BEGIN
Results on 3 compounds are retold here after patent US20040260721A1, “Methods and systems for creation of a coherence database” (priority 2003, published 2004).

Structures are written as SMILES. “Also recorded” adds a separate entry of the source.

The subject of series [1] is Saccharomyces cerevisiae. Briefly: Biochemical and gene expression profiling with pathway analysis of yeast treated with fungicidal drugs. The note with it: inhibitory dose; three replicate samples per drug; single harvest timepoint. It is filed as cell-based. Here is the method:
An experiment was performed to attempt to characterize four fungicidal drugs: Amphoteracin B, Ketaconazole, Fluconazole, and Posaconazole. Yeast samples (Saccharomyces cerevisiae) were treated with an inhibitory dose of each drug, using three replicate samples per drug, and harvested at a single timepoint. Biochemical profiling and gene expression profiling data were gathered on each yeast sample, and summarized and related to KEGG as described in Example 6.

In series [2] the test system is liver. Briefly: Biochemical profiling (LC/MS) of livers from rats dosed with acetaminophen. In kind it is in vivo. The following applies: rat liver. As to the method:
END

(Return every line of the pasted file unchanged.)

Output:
Results on 3 compounds are retold here after patent US20040260721A1, “Methods and systems for creation of a coherence database” (priority 2003, published 2004).

Structures are written as SMILES. “Also recorded” adds a separate entry of the source.

The subject of series [1] is Saccharomyces cerevisiae. Briefly: Biochemical and gene expression profiling with pathway analysis of yeast treated with fungicidal drugs. The note with it: inhibitory dose; three replicate samples per drug; single harvest timepoint. It is filed as cell-based. Here is the method:
An experiment was performed to attempt to characterize four fungicidal drugs: Amphoteracin B, Ketaconazole, Fluconazole, and Posaconazole. Yeast samples (Saccharomyces cerevisiae) were treated with an inhibitory dose of each drug, using three replicate samples per drug, and harvested at a single timepoint. Biochemical profiling and gene expression profiling data were gathered on each yeast sample, and summarized and related to KEGG as described in Example 6.

In series [2] the test system is liver. Briefly: Biochemical profiling (LC/MS) of livers from rats dosed with acetaminophen. In kind it is in vivo. The following applies: rat liver. As to the method: